• Manfarang 24th Oct ’16 – 11:48pm………..I can’t remember a time in the last 50 years when people in Britain didn’t say there was not a problem……

    I have a complete set of ‘Giles’ annuals from 1950 onwards and in every edition there has been cartoons depicting, as you say, ‘this perceived problem’….In every edition, since we joined, the EU has also been the butt of jokes…

    What worries me is that, as seems likely, there will be a major cost in leaving and, without the EU as a convenient scapegoat, the brunt of blame for problems will be directed at those immigrants still here….

  • Manfarang – I don’t totally disagree with you.
    However, your viewpoint omits or overlooks a rather important change, namely the massive change that happened in the 1990’s, with the decline of the various far right parties (National Front, BNP and others) and a period of relatively stable levels of migration. During this period we saw the UK become a much more tolerant country and UKIP was a marginal “grumpy old man” protest party. UKIP’s growth and the growth in intolerance I suggest parallel’s the explosive growth in immigration we’ve seen since 1997.

    Hence what I’m referring to, isn’t the low-level grumbling by a very small segment of our community, but the seemingly more overt expression of “enough is enough” by a much larger segment which spans socio-economic groupings.

Post a Comment

Lib Dem Voice welcomes comments from everyone but we ask you to be polite, to be on topic and to be who you say you are. You can read our comments policy in full here. Please respect it and all readers of the site.

To have your photo next to your comment please signup your email address with Gravatar.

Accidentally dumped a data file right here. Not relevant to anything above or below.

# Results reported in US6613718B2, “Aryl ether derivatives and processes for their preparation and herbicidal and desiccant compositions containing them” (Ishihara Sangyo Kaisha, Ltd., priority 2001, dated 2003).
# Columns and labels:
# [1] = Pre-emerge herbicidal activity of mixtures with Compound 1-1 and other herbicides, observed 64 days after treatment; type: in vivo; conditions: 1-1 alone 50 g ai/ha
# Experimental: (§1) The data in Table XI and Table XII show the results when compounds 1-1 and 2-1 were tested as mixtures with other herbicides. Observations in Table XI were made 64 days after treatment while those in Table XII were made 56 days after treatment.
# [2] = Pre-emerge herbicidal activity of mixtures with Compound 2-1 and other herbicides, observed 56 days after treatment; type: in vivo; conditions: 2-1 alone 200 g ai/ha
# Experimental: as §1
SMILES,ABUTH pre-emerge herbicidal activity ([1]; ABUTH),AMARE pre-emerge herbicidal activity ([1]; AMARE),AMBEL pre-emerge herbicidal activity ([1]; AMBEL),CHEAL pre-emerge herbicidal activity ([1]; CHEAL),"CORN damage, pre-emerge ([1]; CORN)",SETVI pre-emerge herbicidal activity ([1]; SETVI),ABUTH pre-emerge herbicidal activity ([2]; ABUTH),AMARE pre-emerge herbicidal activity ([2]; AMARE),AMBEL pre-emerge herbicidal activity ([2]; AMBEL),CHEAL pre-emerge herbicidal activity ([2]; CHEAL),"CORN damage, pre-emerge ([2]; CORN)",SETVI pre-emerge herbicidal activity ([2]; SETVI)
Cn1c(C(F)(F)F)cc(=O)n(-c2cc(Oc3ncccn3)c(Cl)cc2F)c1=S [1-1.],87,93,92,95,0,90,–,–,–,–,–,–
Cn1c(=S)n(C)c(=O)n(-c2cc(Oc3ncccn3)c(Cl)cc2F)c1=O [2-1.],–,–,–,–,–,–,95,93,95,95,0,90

Your email is never published. Required fields are marked *

Please complete the name of this site, Liberal Democrat ...?


Recent Comments

  • Peter Martin
    @ SimonR, There some other advantages. Such as: you can't be sacked if you own your own business! You can put your partner and children on the payroll even i...
  • Andy Daer
    Tom, thanks for this excellent summary. Steve, it was hubris that led that "London adult" to think his hurt was so important - he was on the radio shortly afte...
  • Simon R
    @Katharine: 3 year default tenancy and no evictions other than for breaking the contract? Umm... how does that work if - say - for some reason, I have to move a...
  • Simon R
    @Peter Martin: Yes you're correct that, if you run a small business, taking your income as dividend will typically mean paying less tax than if you take it as a...
  • Katharine Pindar
    Thanks for the support on the share buybacks proposed policy, Peter Martin. Just now I want to add a few facts about what we want to offer young people on housi...